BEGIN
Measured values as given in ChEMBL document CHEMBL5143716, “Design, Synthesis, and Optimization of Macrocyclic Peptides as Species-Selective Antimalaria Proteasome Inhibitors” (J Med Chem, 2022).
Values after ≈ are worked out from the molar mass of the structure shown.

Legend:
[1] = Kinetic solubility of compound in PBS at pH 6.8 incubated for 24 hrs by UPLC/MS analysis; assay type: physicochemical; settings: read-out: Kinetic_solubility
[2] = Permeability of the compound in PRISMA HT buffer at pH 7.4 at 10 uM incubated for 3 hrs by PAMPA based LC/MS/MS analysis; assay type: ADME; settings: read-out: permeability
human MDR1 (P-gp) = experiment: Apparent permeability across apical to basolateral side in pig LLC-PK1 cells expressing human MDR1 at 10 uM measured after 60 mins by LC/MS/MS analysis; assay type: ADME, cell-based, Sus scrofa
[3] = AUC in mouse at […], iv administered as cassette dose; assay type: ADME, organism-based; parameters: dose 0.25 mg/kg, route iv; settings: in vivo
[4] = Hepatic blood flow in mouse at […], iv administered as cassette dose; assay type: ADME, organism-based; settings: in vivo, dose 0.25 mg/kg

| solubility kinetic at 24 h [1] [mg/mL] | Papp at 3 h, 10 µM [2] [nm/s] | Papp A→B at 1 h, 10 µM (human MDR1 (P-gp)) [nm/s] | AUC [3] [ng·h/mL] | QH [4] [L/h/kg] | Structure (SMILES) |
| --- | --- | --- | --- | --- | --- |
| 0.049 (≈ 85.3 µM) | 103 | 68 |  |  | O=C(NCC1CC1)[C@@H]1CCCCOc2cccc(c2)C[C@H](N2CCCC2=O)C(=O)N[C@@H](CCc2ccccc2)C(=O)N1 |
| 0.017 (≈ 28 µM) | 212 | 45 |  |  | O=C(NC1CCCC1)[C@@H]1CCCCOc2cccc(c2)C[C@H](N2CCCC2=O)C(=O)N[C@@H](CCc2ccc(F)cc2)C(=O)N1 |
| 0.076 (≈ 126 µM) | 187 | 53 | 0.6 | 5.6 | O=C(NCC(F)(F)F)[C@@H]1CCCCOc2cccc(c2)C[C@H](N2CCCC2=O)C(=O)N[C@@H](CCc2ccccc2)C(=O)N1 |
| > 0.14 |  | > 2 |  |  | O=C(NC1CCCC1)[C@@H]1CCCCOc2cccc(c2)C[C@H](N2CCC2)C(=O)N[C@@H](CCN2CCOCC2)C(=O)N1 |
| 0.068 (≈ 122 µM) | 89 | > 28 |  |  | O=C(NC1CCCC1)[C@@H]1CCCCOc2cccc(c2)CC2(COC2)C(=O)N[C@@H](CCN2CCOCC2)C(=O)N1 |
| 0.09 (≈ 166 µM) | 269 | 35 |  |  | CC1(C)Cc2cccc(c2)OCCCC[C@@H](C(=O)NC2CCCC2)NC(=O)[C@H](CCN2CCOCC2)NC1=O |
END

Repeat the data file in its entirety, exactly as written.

Measured values as given in ChEMBL document CHEMBL5143716, “Design, Synthesis, and Optimization of Macrocyclic Peptides as Species-Selective Antimalaria Proteasome Inhibitors” (J Med Chem, 2022).
Values after ≈ are worked out from the molar mass of the structure shown.

Legend:
[1] = Kinetic solubility of compound in PBS at pH 6.8 incubated for 24 hrs by UPLC/MS analysis; assay type: physicochemical; settings: read-out: Kinetic_solubility
[2] = Permeability of the compound in PRISMA HT buffer at pH 7.4 at 10 uM incubated for 3 hrs by PAMPA based LC/MS/MS analysis; assay type: ADME; settings: read-out: permeability
human MDR1 (P-gp) = experiment: Apparent permeability across apical to basolateral side in pig LLC-PK1 cells expressing human MDR1 at 10 uM measured after 60 mins by LC/MS/MS analysis; assay type: ADME, cell-based, Sus scrofa
[3] = AUC in mouse at […], iv administered as cassette dose; assay type: ADME, organism-based; parameters: dose 0.25 mg/kg, route iv; settings: in vivo
[4] = Hepatic blood flow in mouse at […], iv administered as cassette dose; assay type: ADME, organism-based; settings: in vivo, dose 0.25 mg/kg

| solubility kinetic at 24 h [1] [mg/mL] | Papp at 3 h, 10 µM [2] [nm/s] | Papp A→B at 1 h, 10 µM (human MDR1 (P-gp)) [nm/s] | AUC [3] [ng·h/mL] | QH [4] [L/h/kg] | Structure (SMILES) |
| --- | --- | --- | --- | --- | --- |
| 0.049 (≈ 85.3 µM) | 103 | 68 |  |  | O=C(NCC1CC1)[C@@H]1CCCCOc2cccc(c2)C[C@H](N2CCCC2=O)C(=O)N[C@@H](CCc2ccccc2)C(=O)N1 |
| 0.017 (≈ 28 µM) | 212 | 45 |  |  | O=C(NC1CCCC1)[C@@H]1CCCCOc2cccc(c2)C[C@H](N2CCCC2=O)C(=O)N[C@@H](CCc2ccc(F)cc2)C(=O)N1 |
| 0.076 (≈ 126 µM) | 187 | 53 | 0.6 | 5.6 | O=C(NCC(F)(F)F)[C@@H]1CCCCOc2cccc(c2)C[C@H](N2CCCC2=O)C(=O)N[C@@H](CCc2ccccc2)C(=O)N1 |
| > 0.14 |  | > 2 |  |  | O=C(NC1CCCC1)[C@@H]1CCCCOc2cccc(c2)C[C@H](N2CCC2)C(=O)N[C@@H](CCN2CCOCC2)C(=O)N1 |
| 0.068 (≈ 122 µM) | 89 | > 28 |  |  | O=C(NC1CCCC1)[C@@H]1CCCCOc2cccc(c2)CC2(COC2)C(=O)N[C@@H](CCN2CCOCC2)C(=O)N1 |
| 0.09 (≈ 166 µM) | 269 | 35 |  |  | CC1(C)Cc2cccc(c2)OCCCC[C@@H](C(=O)NC2CCCC2)NC(=O)[C@H](CCN2CCOCC2)NC1=O |